# If $\sum a_n$ and $\sum b_n$ and their convolution $\sum c_n$ converge, then $\sum c_n=\sum a_n\sum b_n$

Given $\sum a_n$ and $\sum b_n$ we define the Cauchy product to be $\sum c_n$ , where $c_n=\sum_{k = 0}^{n}a_kb_{n-k}$. It is well known that for $a_n,b_n \in \mathbb{R}$, if $\sum a_n$, $\sum b_n$ and $\sum c_n$ converges, then $\sum c_n=\sum a_n\sum b_n$. Is it true when $a_n,b_n \in \mathbb{C}$?

• Yes, it can be proved the same way. – Lord Shark the Unknown May 8 '18 at 3:33
• Typically: look at the proof, see if anything breaks. More likely than not, nothing will. – Clement C. May 8 '18 at 3:33
• @Lord Shark the Unknown Thanks for your answer! What is the same way? Is it to use abel’s theorem? – 04170706 May 8 '18 at 3:35
• Abel's theorem works fine @0706 – Lord Shark the Unknown May 8 '18 at 3:38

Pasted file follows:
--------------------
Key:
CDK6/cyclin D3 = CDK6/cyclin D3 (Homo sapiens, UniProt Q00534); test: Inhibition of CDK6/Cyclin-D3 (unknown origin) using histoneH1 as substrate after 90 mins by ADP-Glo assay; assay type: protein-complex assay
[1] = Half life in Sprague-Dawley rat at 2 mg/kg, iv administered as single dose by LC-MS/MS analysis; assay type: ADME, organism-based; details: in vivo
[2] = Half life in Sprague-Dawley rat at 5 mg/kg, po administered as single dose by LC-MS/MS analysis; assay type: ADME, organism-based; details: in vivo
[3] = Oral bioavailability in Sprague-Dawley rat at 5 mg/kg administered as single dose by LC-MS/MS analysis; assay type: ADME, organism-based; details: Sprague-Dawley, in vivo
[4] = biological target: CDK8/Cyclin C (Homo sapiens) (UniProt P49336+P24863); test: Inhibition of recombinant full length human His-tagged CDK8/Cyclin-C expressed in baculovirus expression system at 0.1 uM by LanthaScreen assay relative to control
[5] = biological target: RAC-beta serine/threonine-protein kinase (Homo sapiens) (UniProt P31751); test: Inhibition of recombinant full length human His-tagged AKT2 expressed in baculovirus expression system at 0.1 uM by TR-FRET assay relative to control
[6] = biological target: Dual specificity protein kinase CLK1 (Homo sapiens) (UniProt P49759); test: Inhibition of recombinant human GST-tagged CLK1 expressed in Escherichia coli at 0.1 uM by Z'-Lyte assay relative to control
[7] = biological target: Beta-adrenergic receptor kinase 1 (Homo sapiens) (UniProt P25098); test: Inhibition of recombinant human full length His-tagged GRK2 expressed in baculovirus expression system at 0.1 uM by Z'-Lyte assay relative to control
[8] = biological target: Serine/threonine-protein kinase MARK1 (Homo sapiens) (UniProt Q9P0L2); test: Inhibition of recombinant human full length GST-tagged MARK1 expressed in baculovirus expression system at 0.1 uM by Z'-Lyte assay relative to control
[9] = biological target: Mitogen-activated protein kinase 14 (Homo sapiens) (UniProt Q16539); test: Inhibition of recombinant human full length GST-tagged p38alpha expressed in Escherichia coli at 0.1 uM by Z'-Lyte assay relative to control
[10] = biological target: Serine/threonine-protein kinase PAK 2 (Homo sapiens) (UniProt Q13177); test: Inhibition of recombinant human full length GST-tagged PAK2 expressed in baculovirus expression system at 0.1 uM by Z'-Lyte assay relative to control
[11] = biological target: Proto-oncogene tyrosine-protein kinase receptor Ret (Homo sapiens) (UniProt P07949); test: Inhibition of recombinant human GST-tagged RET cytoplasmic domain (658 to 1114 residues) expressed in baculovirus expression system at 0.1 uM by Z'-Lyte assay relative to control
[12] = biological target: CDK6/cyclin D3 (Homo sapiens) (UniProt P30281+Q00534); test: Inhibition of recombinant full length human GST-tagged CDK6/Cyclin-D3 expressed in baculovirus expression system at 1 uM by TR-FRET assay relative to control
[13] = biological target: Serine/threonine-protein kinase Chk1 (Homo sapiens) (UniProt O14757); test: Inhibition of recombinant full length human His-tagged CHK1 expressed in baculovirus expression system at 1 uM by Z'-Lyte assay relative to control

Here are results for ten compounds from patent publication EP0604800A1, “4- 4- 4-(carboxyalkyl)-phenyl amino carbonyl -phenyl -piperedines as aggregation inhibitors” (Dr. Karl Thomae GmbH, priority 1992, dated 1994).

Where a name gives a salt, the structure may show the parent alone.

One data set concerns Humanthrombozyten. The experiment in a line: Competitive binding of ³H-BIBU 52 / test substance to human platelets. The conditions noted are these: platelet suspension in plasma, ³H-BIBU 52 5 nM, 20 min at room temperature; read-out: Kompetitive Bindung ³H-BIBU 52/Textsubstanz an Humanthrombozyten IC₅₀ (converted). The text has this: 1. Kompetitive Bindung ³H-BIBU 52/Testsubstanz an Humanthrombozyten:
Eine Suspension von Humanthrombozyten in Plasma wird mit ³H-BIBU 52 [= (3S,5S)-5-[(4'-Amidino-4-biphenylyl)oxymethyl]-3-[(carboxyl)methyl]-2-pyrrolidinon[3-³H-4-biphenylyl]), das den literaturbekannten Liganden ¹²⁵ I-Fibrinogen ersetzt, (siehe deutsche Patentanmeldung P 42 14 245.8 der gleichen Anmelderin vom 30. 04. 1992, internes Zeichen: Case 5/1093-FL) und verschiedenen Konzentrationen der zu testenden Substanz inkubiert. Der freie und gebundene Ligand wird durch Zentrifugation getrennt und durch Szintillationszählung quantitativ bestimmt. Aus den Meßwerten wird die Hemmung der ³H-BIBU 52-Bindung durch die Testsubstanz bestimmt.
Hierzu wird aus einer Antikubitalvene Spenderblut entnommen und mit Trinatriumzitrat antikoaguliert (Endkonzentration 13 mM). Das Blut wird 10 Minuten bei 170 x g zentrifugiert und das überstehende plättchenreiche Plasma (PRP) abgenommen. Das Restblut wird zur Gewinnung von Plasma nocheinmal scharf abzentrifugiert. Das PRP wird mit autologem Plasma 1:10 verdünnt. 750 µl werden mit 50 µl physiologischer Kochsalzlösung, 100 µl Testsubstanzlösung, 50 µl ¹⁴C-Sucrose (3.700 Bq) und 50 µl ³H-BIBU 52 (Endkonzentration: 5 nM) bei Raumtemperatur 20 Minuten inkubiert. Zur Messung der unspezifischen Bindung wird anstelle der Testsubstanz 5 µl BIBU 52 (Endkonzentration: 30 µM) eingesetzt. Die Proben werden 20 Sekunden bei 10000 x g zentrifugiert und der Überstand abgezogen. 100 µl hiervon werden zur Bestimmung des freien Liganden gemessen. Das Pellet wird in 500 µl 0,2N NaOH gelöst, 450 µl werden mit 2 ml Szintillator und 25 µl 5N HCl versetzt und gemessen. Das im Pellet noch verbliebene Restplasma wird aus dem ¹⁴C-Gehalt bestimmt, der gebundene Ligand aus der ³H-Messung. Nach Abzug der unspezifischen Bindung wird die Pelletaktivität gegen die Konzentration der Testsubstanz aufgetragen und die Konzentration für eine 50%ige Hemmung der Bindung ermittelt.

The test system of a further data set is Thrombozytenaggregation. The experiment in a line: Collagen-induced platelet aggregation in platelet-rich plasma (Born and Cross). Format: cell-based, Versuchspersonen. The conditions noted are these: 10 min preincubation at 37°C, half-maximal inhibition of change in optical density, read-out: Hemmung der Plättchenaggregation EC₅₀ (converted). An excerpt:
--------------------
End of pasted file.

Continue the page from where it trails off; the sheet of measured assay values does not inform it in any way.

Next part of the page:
• How to solve in a more basic way? – XT Chen Apr 15 at 6:51

Abel's Lemma. If $\{a_n\}\subset\mathbb R$ and $\sum a_n$ converges, then $\lim_{x\to 1^-}\sum_{n=0}^\infty a_nx^n=\sum_{n=0}^\infty a_n$.
Clearly, Abel's Lemma holds even if $\{a_n\}\subset\mathbb C$, as we can write $a_n=\mu_n+i\nu_n$ and apply the lemma for the two real sequences $\{\mu_n\}$ and $\{\nu_n\}$.
Lemma. If the complex series $\sum a_n$ and $\sum b_n$ converge absolutely, then so does their convolution $c_n=a_0b_n+\cdots+a_nb_0$ and $\sum_{n=0}^\infty c_n=\sum_{n=0}^\infty a_n\sum_{n=0}^\infty b_n$.
In our case, since $\sum a_n$ and $\sum b_n$ converge, then the power series $\sum_{n=0}^\infty a_nz^n$ and $\sum_{n=0}^\infty b_nz^n$ have radius of convergence $R\ge 1$, and hence $\sum_{n=0}^\infty c_nz^n$ converges and $\sum_{n=0}^\infty c_nz^n=\Big(\sum_{n=0}^\infty a_nz^n\Big)\Big(\sum_{n=0}^\infty b_nz^n\Big)$, for all $|z|<1$.
Now, using Abel's Lemma (complex version) we have that $$\sum_{n=0}^\infty c_n=\lim_{x\to 1^-} \sum_{n=0}^\infty c_nx^n =\lim_{x\to 1^-}\big(\sum_{n=0}^\infty a_nx^n\Big)\big(\sum_{n=0}^\infty b_nx^n\Big)= \big(\sum_{n=0}^\infty a_n\Big)\big(\sum_{n=0}^\infty b_n\Big).$$